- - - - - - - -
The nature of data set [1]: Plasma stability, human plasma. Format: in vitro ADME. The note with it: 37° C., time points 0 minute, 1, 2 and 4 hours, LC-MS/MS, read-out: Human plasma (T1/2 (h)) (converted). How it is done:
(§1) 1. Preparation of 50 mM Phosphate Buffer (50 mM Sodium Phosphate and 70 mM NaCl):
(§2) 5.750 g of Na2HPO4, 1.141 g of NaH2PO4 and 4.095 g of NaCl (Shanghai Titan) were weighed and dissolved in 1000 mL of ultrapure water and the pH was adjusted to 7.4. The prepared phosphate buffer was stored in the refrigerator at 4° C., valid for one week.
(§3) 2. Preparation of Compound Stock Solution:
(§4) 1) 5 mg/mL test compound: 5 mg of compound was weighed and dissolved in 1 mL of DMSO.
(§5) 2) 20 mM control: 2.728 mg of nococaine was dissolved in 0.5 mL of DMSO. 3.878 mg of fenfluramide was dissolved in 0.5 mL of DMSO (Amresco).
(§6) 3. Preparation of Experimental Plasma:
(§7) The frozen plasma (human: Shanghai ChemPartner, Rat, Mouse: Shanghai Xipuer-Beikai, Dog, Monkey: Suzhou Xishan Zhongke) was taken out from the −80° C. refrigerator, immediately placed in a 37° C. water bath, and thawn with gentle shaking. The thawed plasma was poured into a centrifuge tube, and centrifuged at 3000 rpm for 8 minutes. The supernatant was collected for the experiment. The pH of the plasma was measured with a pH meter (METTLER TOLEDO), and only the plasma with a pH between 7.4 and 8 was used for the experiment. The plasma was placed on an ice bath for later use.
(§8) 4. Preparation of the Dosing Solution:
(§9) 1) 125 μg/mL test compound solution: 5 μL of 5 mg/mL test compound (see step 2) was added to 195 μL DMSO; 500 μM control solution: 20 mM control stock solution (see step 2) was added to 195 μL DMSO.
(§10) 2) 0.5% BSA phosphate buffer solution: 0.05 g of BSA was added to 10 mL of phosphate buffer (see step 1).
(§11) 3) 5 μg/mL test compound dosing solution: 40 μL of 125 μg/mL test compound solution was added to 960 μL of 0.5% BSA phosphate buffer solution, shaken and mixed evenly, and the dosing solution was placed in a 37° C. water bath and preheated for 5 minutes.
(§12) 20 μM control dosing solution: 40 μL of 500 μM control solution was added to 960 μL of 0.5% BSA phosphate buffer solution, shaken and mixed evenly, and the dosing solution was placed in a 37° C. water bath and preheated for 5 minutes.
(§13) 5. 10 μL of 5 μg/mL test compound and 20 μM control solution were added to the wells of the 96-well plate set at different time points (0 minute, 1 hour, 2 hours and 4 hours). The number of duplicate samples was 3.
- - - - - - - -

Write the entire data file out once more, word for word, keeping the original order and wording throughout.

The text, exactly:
The nature of data set [1]: Plasma stability, human plasma. Format: in vitro ADME. The note with it: 37° C., time points 0 minute, 1, 2 and 4 hours, LC-MS/MS, read-out: Human plasma (T1/2 (h)) (converted). How it is done:
(§1) 1. Preparation of 50 mM Phosphate Buffer (50 mM Sodium Phosphate and 70 mM NaCl):
(§2) 5.750 g of Na2HPO4, 1.141 g of NaH2PO4 and 4.095 g of NaCl (Shanghai Titan) were weighed and dissolved in 1000 mL of ultrapure water and the pH was adjusted to 7.4. The prepared phosphate buffer was stored in the refrigerator at 4° C., valid for one week.
(§3) 2. Preparation of Compound Stock Solution:
(§4) 1) 5 mg/mL test compound: 5 mg of compound was weighed and dissolved in 1 mL of DMSO.
(§5) 2) 20 mM control: 2.728 mg of nococaine was dissolved in 0.5 mL of DMSO. 3.878 mg of fenfluramide was dissolved in 0.5 mL of DMSO (Amresco).
(§6) 3. Preparation of Experimental Plasma:
(§7) The frozen plasma (human: Shanghai ChemPartner, Rat, Mouse: Shanghai Xipuer-Beikai, Dog, Monkey: Suzhou Xishan Zhongke) was taken out from the −80° C. refrigerator, immediately placed in a 37° C. water bath, and thawn with gentle shaking. The thawed plasma was poured into a centrifuge tube, and centrifuged at 3000 rpm for 8 minutes. The supernatant was collected for the experiment. The pH of the plasma was measured with a pH meter (METTLER TOLEDO), and only the plasma with a pH between 7.4 and 8 was used for the experiment. The plasma was placed on an ice bath for later use.
(§8) 4. Preparation of the Dosing Solution:
(§9) 1) 125 μg/mL test compound solution: 5 μL of 5 mg/mL test compound (see step 2) was added to 195 μL DMSO; 500 μM control solution: 20 mM control stock solution (see step 2) was added to 195 μL DMSO.
(§10) 2) 0.5% BSA phosphate buffer solution: 0.05 g of BSA was added to 10 mL of phosphate buffer (see step 1).
(§11) 3) 5 μg/mL test compound dosing solution: 40 μL of 125 μg/mL test compound solution was added to 960 μL of 0.5% BSA phosphate buffer solution, shaken and mixed evenly, and the dosing solution was placed in a 37° C. water bath and preheated for 5 minutes.
(§12) 20 μM control dosing solution: 40 μL of 500 μM control solution was added to 960 μL of 0.5% BSA phosphate buffer solution, shaken and mixed evenly, and the dosing solution was placed in a 37° C. water bath and preheated for 5 minutes.
(§13) 5. 10 μL of 5 μg/mL test compound and 20 μM control solution were added to the wells of the 96-well plate set at different time points (0 minute, 1 hour, 2 hours and 4 hours). The number of duplicate samples was 3.